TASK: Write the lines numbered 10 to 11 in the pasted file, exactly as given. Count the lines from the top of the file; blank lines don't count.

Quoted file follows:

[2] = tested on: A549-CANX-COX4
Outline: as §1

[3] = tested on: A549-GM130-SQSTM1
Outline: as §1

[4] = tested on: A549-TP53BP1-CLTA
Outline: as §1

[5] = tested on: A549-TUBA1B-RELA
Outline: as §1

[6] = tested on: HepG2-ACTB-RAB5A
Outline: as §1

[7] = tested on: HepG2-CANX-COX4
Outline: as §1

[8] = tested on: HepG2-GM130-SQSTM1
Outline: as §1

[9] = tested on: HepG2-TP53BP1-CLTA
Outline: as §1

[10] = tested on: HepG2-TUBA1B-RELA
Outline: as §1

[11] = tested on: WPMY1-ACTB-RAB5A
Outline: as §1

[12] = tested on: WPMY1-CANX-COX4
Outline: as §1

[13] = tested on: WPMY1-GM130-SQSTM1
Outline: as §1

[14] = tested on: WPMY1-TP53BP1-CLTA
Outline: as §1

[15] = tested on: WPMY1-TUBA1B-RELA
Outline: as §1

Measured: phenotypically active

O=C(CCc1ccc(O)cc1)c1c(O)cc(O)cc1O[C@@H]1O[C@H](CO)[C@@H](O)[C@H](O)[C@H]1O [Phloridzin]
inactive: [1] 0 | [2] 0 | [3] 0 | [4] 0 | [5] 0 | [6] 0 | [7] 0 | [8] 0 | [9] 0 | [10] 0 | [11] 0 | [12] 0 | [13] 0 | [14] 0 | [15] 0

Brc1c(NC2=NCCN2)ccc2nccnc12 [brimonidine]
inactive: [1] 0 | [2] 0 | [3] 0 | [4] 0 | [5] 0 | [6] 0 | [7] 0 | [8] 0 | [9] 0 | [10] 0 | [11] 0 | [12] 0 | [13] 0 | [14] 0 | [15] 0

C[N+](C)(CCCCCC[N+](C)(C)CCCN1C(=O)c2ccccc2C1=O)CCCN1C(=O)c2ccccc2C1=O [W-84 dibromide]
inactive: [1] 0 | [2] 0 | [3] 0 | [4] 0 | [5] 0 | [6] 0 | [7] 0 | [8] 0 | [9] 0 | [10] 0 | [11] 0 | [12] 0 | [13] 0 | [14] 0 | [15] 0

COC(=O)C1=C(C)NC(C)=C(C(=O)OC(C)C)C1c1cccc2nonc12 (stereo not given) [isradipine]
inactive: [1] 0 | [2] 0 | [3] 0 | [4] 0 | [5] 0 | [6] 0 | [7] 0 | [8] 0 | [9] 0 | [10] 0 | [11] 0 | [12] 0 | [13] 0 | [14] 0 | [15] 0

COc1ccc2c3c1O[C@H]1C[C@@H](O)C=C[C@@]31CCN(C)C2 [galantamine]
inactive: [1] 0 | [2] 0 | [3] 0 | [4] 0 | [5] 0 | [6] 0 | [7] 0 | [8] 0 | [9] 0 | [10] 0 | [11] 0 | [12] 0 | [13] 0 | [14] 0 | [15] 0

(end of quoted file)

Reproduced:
Outline: as §1

[7] = tested on: HepG2-CANX-COX4